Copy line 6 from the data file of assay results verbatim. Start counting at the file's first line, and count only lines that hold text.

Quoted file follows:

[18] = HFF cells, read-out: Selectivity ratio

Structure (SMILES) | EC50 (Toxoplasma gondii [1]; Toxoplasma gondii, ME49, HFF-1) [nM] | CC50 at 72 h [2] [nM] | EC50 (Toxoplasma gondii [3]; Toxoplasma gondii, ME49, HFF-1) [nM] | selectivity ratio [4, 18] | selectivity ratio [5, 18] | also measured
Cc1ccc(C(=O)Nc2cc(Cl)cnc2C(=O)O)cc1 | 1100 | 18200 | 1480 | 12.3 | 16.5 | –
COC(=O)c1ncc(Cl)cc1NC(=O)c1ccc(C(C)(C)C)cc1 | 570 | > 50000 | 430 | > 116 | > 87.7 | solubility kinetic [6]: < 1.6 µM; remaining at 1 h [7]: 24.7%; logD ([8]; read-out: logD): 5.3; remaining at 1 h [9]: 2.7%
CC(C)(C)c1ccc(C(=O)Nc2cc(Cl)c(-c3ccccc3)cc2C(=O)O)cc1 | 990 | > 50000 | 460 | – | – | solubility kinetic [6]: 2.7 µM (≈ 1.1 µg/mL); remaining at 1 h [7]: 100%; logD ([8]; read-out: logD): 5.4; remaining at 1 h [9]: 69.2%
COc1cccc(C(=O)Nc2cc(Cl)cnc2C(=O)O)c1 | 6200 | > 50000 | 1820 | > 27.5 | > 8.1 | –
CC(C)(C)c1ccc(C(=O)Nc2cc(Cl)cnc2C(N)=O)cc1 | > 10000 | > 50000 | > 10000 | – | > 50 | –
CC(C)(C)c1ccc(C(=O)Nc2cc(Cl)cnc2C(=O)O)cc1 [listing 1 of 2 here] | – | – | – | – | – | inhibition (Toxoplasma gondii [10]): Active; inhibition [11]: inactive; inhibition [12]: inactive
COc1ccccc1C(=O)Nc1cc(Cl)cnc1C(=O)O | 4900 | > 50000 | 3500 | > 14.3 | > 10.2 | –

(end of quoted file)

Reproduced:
COc1cccc(C(=O)Nc2cc(Cl)cnc2C(=O)O)c1 | 6200 | > 50000 | 1820 | > 27.5 | > 8.1 | –